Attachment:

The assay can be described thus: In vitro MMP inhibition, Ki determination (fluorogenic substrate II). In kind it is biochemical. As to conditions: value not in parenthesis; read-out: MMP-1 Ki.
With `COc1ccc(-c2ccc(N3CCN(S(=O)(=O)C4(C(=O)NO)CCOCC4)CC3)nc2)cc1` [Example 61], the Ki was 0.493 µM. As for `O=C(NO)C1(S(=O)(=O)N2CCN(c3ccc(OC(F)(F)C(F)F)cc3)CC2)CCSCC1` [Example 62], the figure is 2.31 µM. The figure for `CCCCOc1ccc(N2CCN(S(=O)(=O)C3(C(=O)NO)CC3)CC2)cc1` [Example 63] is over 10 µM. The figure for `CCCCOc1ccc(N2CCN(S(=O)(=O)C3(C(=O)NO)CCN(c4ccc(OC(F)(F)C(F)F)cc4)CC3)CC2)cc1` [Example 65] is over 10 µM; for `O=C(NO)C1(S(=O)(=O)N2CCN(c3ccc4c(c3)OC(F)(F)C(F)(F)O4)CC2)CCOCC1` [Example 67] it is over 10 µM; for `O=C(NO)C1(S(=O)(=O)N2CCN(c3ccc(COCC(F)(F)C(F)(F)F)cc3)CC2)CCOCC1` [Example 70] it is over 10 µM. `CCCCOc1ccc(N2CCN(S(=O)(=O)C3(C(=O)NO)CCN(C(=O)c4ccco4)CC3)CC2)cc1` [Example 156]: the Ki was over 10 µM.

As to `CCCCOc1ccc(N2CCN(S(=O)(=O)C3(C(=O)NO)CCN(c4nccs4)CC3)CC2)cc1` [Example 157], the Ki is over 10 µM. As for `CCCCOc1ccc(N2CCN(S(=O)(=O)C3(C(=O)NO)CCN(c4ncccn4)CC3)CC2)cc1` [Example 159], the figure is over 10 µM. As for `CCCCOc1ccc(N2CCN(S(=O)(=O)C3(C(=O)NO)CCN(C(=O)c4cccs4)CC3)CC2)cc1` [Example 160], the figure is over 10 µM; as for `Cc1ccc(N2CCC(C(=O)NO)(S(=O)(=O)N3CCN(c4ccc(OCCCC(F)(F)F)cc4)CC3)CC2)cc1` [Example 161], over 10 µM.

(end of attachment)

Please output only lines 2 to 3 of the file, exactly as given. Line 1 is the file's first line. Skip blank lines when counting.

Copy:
With `COc1ccc(-c2ccc(N3CCN(S(=O)(=O)C4(C(=O)NO)CCOCC4)CC3)nc2)cc1` [Example 61], the Ki was 0.493 µM. As for `O=C(NO)C1(S(=O)(=O)N2CCN(c3ccc(OC(F)(F)C(F)F)cc3)CC2)CCSCC1` [Example 62], the figure is 2.31 µM. The figure for `CCCCOc1ccc(N2CCN(S(=O)(=O)C3(C(=O)NO)CC3)CC2)cc1` [Example 63] is over 10 µM. The figure for `CCCCOc1ccc(N2CCN(S(=O)(=O)C3(C(=O)NO)CCN(c4ccc(OC(F)(F)C(F)F)cc4)CC3)CC2)cc1` [Example 65] is over 10 µM; for `O=C(NO)C1(S(=O)(=O)N2CCN(c3ccc4c(c3)OC(F)(F)C(F)(F)O4)CC2)CCOCC1` [Example 67] it is over 10 µM; for `O=C(NO)C1(S(=O)(=O)N2CCN(c3ccc(COCC(F)(F)C(F)(F)F)cc3)CC2)CCOCC1` [Example 70] it is over 10 µM. `CCCCOc1ccc(N2CCN(S(=O)(=O)C3(C(=O)NO)CCN(C(=O)c4ccco4)CC3)CC2)cc1` [Example 156]: the Ki was over 10 µM.

As to `CCCCOc1ccc(N2CCN(S(=O)(=O)C3(C(=O)NO)CCN(c4nccs4)CC3)CC2)cc1` [Example 157], the Ki is over 10 µM. As for `CCCCOc1ccc(N2CCN(S(=O)(=O)C3(C(=O)NO)CCN(c4ncccn4)CC3)CC2)cc1` [Example 159], the figure is over 10 µM. As for `CCCCOc1ccc(N2CCN(S(=O)(=O)C3(C(=O)NO)CCN(C(=O)c4cccs4)CC3)CC2)cc1` [Example 160], the figure is over 10 µM; as for `Cc1ccc(N2CCC(C(=O)NO)(S(=O)(=O)N3CCN(c4ccc(OCCCC(F)(F)F)cc4)CC3)CC2)cc1` [Example 161], over 10 µM.